For lead (Pb), no fixed protocols or guidelines exist to direct TasWater to call an alert. The Water Quality Officer at TasWater confirmed to me during a telephone conversation on March 11, 2016, as follows:
“…in relation to lead [Pb], two consecutive high readings are not a necessary prerequisite for us to call an alert [‘Do Not Consume’ advice]… a flexible approach is necessary…”
He also confided, when I asked him about Pioneer’s experiences between 2009 and 2012, prior to the alert:
“That would not happen now… I’m here now…”
In contrast to this admission by TasWater’s Water Quality Officer that a gold standard had not been applied at Pioneer pre-alert, TasWater’s Chairman and CEO are both in opposition to the reporting of all drinking water in real-time. And neither the Chairman nor the CEO has ever made a written or verbal statement to explain this contradiction in these particular comments by TasWater’s Water Quality Officer.
Where is the Premier when you need him?
Deepening these unaddressed contradictions, a 2016 study by MacQuarie University’s Professor Taylor and Paul Harvey, published online on the very same day as Ms. Rattray’s successful motion in the Upper House, points to widespread and undocumented lead-contaminated drinking water across Australia. http://authors.elsevier.com/a/1TWDO3Ao5g3km
It is reasonable to suggest that the reporting of all drinking water data in real-time will inform our knowledge of, and relationship to, water. Similarly, real-time data will inform us all about our environment. It will inform our life.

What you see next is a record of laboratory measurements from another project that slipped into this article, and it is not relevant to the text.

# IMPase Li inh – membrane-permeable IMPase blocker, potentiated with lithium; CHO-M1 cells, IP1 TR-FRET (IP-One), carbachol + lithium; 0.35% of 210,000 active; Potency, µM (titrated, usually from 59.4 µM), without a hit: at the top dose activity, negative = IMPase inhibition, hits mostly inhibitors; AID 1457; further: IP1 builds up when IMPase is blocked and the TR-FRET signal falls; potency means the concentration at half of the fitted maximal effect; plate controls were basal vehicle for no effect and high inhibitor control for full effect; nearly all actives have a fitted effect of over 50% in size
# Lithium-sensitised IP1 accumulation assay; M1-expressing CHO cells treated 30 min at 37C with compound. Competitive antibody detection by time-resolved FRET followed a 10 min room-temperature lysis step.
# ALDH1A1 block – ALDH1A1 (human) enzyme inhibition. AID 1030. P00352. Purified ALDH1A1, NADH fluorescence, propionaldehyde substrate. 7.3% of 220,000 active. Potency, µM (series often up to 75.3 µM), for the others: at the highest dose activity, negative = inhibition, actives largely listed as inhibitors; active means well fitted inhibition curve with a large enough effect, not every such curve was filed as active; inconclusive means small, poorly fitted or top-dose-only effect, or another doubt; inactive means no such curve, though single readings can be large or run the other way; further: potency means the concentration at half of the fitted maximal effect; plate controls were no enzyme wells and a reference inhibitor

A study published in September this year by Cam Walker and compiled by Friends Of The Earth’s Anthony Amis, confirms widespread pesticide pollution of Australian waterways. The study further asserts that most of these pesticides have no ecological guidelines, and 40% are not accountable to drinking water guidelines. http://www.foe.org.au/articles/2016-09-27/study-confirms-widespread-pesticide-pollution-australian-waterways
Developments in technology and drinking water quality are happening in Australia now. For example, point-of-use ultra-violent water treatment is an approved chemical-free method as per the Tasmanian Director of Public Health, and it is crying out to be used in towns like the revamped mountain bike mecca at Derby, in north-east Tasmania, but as yet TasWater have chosen not to be Australian leaders in drinking water.